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Renée Gailhoustet

  • Musée de la Résistance, musée, exposition permanente, exécution, 1970
  • Nomenclature menuiseries métalliques, éch. 1:50
  • Drawing
  • Encre, crayon graphite et zip sur calque
  • 76.6 x 122.6 cm
  • Donation Renée Gailhoustet
  • 999 118 032

Musée de la Résistance, 1970-1971

The Departmental Museum of the Resistance was designed as part of the renovation project for the town center of Ivry-sur-Seine, with which Renée Gailhoustet had been involved since its inception. The choice of the site illustrates the political influence within this municipality run by the French Communist Party. Thus, the Museum was to take on the status of a prestigious cultural facility. It position was already laid out in the plans Gailhoustet drew up for the whole area in 1964, standing to the east of the town hall square, facing the Spinoza complex and the Raspail and Lénine towers. A library was to be housed in a separate building nearby. From an urban point of view, her concept provided the opportunity to complete the new district and thereby organize its different public spaces. Contemporaneous with the design for the two towers, it also reflects the architect’s thinking in the mid-1960s, as well as her frames of reference (Museum of Silkeborg, Denmark, by Jorn Utzon, 1963). The spaces of the Museum of the Resistance are designed to allow indirect light to penetrate into the interior and, like those for her duplex apartments, they are designed in sections. The size of the building is such that it is able to receive unusual and large-scale objects such as airplanes and airdropped containers. The volumes are partially buried, thereby reducing the building’s impact on the cityscape. This concept enables visitors to discover the collection from the entrance, positioned on a belvedere on the town hall side. A peripheral ramp completes the layout. The building’s powerful concrete portal structures, studied in collaboration with the engineer Kostanjevac of the Atelier d’Urbanisme et d’Architecture (AUA), are also cut diagonally, like a boat’s sails, to form north-facing sloping glass roof panels. This study for the roof would later provide the basis for the Marat project. Despite two separate ceremonies for the laying of the first stone in 1971 and the publication of the project in Lettres françaises, the raw concrete building was never built.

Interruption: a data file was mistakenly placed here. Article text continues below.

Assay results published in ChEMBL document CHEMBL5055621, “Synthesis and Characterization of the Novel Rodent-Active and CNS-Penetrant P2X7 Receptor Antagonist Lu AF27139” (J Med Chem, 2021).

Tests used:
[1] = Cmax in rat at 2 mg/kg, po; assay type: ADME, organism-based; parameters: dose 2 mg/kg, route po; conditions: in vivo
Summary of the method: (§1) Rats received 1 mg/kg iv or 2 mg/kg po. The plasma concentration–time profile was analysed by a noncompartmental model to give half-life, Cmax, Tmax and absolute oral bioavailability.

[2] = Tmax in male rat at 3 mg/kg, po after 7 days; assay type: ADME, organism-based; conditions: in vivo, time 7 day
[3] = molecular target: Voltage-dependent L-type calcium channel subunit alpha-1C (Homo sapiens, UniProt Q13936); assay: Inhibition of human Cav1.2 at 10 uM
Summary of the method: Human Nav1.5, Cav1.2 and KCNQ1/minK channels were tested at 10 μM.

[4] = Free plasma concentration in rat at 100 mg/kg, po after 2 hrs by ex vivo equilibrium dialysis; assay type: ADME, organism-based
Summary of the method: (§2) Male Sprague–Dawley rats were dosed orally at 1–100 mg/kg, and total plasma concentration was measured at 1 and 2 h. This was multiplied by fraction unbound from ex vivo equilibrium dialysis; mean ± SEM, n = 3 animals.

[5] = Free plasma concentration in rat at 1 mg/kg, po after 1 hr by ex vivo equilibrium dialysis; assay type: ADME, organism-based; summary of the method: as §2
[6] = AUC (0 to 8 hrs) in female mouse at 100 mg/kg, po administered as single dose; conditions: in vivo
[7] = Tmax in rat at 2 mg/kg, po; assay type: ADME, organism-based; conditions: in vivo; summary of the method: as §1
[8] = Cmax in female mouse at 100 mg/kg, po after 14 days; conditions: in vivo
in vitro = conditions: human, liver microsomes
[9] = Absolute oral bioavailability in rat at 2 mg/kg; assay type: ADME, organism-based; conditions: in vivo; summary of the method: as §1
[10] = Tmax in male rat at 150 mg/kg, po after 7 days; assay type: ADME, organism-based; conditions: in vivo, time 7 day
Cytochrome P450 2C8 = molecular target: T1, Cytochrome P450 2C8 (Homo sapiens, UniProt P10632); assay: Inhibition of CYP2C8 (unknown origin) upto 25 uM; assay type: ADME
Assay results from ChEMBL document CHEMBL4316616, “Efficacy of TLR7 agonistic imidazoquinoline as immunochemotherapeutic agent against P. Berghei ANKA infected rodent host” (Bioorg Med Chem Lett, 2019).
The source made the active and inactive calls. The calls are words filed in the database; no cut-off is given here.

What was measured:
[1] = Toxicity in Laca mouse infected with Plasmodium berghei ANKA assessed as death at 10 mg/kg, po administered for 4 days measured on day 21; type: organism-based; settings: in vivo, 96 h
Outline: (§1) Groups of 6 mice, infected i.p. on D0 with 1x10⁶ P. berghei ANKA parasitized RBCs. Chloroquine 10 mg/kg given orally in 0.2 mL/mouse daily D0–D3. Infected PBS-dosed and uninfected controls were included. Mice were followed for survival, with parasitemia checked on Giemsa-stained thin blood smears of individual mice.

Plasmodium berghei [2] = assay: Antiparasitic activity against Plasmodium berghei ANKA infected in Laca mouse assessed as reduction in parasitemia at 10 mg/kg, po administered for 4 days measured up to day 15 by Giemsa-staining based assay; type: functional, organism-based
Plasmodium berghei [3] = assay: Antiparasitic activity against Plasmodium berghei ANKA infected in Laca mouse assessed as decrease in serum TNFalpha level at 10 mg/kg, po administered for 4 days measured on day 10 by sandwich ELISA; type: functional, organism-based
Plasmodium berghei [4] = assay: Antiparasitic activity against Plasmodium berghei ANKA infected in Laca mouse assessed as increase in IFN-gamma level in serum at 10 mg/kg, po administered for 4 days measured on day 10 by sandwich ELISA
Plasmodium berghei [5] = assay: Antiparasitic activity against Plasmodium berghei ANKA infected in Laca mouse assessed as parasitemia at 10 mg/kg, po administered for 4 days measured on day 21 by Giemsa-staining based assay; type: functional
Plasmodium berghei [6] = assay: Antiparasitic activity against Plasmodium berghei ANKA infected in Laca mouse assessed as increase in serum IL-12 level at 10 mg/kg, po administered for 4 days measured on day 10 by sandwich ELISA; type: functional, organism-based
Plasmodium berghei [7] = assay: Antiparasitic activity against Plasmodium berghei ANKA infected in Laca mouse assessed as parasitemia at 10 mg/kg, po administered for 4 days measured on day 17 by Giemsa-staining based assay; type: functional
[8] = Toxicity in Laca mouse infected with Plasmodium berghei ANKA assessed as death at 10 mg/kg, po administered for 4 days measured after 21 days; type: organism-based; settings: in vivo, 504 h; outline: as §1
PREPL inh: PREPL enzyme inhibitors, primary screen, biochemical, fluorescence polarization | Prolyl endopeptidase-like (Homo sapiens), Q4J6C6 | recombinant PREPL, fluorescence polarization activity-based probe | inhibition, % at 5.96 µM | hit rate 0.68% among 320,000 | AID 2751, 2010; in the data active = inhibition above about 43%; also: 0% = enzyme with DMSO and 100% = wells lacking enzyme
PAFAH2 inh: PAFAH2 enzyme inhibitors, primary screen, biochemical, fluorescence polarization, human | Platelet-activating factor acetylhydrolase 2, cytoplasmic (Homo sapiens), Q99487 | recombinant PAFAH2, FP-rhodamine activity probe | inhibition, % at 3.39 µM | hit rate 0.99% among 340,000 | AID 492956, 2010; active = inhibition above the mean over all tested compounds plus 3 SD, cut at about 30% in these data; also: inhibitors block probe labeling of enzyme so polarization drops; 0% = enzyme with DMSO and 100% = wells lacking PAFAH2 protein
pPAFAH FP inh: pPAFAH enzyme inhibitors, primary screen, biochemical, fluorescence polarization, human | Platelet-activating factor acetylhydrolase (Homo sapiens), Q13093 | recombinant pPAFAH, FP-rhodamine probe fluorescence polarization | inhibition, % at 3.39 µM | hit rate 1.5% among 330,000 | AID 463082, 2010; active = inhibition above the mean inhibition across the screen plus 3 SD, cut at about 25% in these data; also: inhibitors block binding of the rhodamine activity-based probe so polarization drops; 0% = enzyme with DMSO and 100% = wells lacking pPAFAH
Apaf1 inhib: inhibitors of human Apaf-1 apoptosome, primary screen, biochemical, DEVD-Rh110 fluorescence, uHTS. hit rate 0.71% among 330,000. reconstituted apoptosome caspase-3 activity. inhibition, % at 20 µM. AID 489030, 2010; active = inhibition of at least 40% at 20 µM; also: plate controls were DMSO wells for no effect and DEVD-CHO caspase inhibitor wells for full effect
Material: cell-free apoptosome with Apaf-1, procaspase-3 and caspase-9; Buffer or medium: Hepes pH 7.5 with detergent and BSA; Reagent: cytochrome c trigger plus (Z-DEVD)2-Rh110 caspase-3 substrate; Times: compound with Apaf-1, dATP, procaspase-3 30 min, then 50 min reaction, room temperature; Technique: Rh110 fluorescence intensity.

Bénédicte Chaljub

Inventory / Slideshow [37]